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Page 1, line 6, after ("and") insert ("income").

The noble Lord said: My Lords, at the Committee stage of the Bill we discussed the question of what taxation-varying powers the Scottish Parliament might have and what relevance that would have to the question which is to be put to the Scottish public. I was not in the least convinced by the arguments put forward by Ministers on this subject.

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The puzzle is quite simply put. The Scottish Constitutional Convention's final document made it perfectly clear that the limited powers would be to vary the basic rate of income tax. It said:

    "The parliament will be financed on a stable, long-term basis. This objective will be attained by basing the financial settlement for the parliament upon a continuation of the principle of equalisation of expenditure within the UK; upon autonomy for the parliament in respect of its expenditure; and upon the limited power of the parliament to vary the basic rate of income tax".

That position has been in all the speeches and publications I have read from the Labour Party except, I suspect, in the manifesto, which, as your Lordships know, is my nightly reading to ensure I do not infringe against this holy text, if I may call it that. There, the limited financial powers were just to vary revenue. They were not about income tax.

I looked at statements made by the Secretary of State for Scotland, Mr. Donald Dewar, who said on BBC Radio Scotland, as reported in the Scotsman, that there was no retreat. At the time there were some question marks over whether or not the tax-varying powers would be allowed or whether people in, for example, the Treasury had decided there were fundamental defects surrounding that. Mr. Dewar added, when he had said that the Scottish Parliament would have a very substantial budget:

    "We think it should be able to vary that budget if the needs of Scotland and electoral opinion makes that sensible".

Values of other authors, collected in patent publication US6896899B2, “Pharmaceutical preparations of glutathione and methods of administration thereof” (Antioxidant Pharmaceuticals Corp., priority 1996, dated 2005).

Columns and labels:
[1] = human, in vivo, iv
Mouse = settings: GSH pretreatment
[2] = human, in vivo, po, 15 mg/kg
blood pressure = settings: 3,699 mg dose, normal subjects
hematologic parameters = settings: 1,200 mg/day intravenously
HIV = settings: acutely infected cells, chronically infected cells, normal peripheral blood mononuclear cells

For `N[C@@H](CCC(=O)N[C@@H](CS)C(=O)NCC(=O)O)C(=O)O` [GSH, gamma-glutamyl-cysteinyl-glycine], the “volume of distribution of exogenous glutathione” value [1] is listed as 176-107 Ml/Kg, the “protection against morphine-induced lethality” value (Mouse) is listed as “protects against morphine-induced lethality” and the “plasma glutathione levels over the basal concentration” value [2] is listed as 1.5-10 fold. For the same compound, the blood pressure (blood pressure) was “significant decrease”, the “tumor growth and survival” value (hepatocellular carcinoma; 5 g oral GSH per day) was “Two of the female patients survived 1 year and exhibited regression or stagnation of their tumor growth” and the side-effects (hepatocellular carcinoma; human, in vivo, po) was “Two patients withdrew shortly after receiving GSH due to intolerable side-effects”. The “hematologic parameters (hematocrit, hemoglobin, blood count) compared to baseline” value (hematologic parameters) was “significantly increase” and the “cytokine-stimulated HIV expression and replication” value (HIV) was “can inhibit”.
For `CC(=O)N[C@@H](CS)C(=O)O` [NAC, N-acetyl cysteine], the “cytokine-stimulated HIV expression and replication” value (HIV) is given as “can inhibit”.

He went on to say:

    "There is no retreat. We hold to our commitments and we will deliver. The parliament will have the power to vary income tax around the basic rate--the defined financial powers promised in the manifesto".

In a long article in the Financial Times of 11th June, Mr. Henry McLeish, the Minister responsible for devolution, made it clear that it was income tax-raising powers they were discussing.

It is difficult to pick out a particular quotation because almost every paragraph shows and underlines the fact that they are suggesting to the Scottish people that they are referring to income tax-raising powers and, of course, income tax-lowering powers. I should not keep saying "raising" because there is the potential to lower them, though, as your Lordships know, I managed to drag out from the Government--they were very reluctant to answer--what would happen if income tax were lowered by, say, 3p. in the pound. The answer I received was that the Treasury would drop the block grant to Scotland by £450 million. Given the way the current Government, local authorities and so on are always telling us how under-funded everything is in Scotland, I find it hard to believe that they would welcome £450 million being removed from their budget. But that is what will happen if they decide to reduce taxes. If they decide to increase them by 3p. in the pound they will have £450 million more to spend. I imagine that there will be a whole queue of people saying where they want the money spent.

All these quotations--from the article I referred to concerning Mr. McLeish, the quotation from Mr. Dewar and the quotation from the constitutional convention--make it clear that they are talking about income tax. My

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question again--I did not receive a suitable answer at Committee stage--is why not put "income" on the face of the Bill. It is a very small amendment; very, very small indeed. It simply means that I and my fellow Scots will look at a question which says, "I agree that a Scottish Parliament should have income tax-varying powers" or "I do not agree that a Scottish Parliament should have income tax-varying powers".

I know I should not be suspicious of the party opposite but I am afraid that the habits of a lifetime cannot be set aside easily. I am suspicious. I do not see any difficulty with adding the word "income". It makes clear on the face of the Bill and on the face of the ballot paper what Mr. Dewar has said, what Mr. McLeish has said and what the Scottish Constitutional Convention has said. So why do we not have a clear question? Why is the word left out?